“Earlier my husband would taunt me for not conceiving and said that I was barren. Then he became angry when I gave birth to a daughter. He warned me that if I ever produced a girl again, he would kill me. My in-laws would instigate him and he would thrash me. Father and son both used very abusive language and had no respect for women. The whole family is evil. When the roots are weak, how can the tree be healthy?” said Devanta.
26 years old Devanta Yadav comes from a poor family of Siwan village in Azamgarh district of Uttar Pradesh, India. She hails from OBC (Other Backward Class). At the age of 16 years, she was married to one Dashrath Yadav of village Balipur. Her husband works in Mumbai. Barring his pestering her to bring a motorcycle in dowry, life seemed okay till two years after her marriage. But soon after she became pregnant with her first child, her husband started hurling abuses and physically torturing her. The birth of a daughter further irked him and her in-laws.
When the roots are weak, how can the tree be healthy?
Slowly, Devanta began to see an even darker side of her husband and her father-in-law. Her husband was in physical relationships with many women. He was even convicted and jailed for the rape and murder of his friend’s daughter in Mumbai. He also molested his elder brother’s daughter. But if Devanta objected, he would thrash her. He never gave any money for his children’s and wife’s upkeep.
Devanta’s father-in-law had his own designs and wanted to have a physical relationship with her. He had earlier tried to molest his elder daughter-in-law also and that is why she had left the house. He even promised to transfer all his property in Devanta’s name, if she acceded to his overtures. Even though Devanta refused pointblank, she had to tread a difficult walk – suffer his advances while protecting her dignity– as she was dependent on him to fend for her children.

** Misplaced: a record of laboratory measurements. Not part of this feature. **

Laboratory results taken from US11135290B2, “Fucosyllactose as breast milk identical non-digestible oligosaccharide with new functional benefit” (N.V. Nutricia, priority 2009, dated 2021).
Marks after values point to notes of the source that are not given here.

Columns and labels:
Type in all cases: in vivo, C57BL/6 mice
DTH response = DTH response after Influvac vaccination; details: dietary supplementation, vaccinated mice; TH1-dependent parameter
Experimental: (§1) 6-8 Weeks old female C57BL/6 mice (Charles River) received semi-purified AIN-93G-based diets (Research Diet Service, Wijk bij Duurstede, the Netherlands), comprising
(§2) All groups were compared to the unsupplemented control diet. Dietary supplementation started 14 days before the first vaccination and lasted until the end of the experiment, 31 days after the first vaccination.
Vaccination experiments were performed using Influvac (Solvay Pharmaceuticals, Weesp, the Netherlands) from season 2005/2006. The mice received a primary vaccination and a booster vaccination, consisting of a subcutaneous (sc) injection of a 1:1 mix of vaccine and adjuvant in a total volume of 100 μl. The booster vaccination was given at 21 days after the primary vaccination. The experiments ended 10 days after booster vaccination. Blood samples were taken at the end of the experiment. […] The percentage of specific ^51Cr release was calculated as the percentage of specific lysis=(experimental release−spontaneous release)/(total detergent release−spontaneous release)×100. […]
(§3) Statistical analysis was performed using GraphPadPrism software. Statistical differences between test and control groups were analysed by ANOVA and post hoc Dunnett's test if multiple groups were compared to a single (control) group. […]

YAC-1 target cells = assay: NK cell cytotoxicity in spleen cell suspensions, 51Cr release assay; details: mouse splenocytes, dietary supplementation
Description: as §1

Recalled Devanta while speaking with CNS (Citizen News Service), “I went to Mumbai only once, when my daughter was 2 years old. There I realised that my husband was engaged in some illegal activities, as the police would come to his premises often. I was so scared that I came back after a few days. Meanwhile I had conceived for a second time. I decided to have my delivery in my parental home. This time it was a boy. When I returned to my in-laws’ place with my 6 months’ old son, I came to know that my husband had been jailed in the rape and murder case.”
Only the weak exploit others
But her father-in-law did not seem perturbed at his son’s imprisonment. Instead he said to Devanta ‘Why are you worried? You eat well and live well in this house and I will put your two children in school.’ Despite his wicked intentions and the indignities she had suffered, she requested him to get his son out of prison. Somehow he collected INR 2 lakhs and, with his elder son’s help, got him out on bail after 4 years of imprisonment.
Devanta was at her parents’ home when her husband was released and came home from Mumbai. On his telephonic request, her father sent her to her in-laws’ house. But when Devanta reached there, her husband abused her. He told her that he did not want to have any contact with her and that she was free to leave his house.
Devanta does not remember having a single peaceful day in that house. Her husband always spoke with her in abusive language. Her kids were mortally scared of their father because of his violent nature. There were times when, for days together, there was nothing to eat in the house. The menfolk would eat outside and nobody cared if there was food in the house for her and her children, as if they did not exist at all. Yet she hoped against hope that someday her husband would turn a new leaf.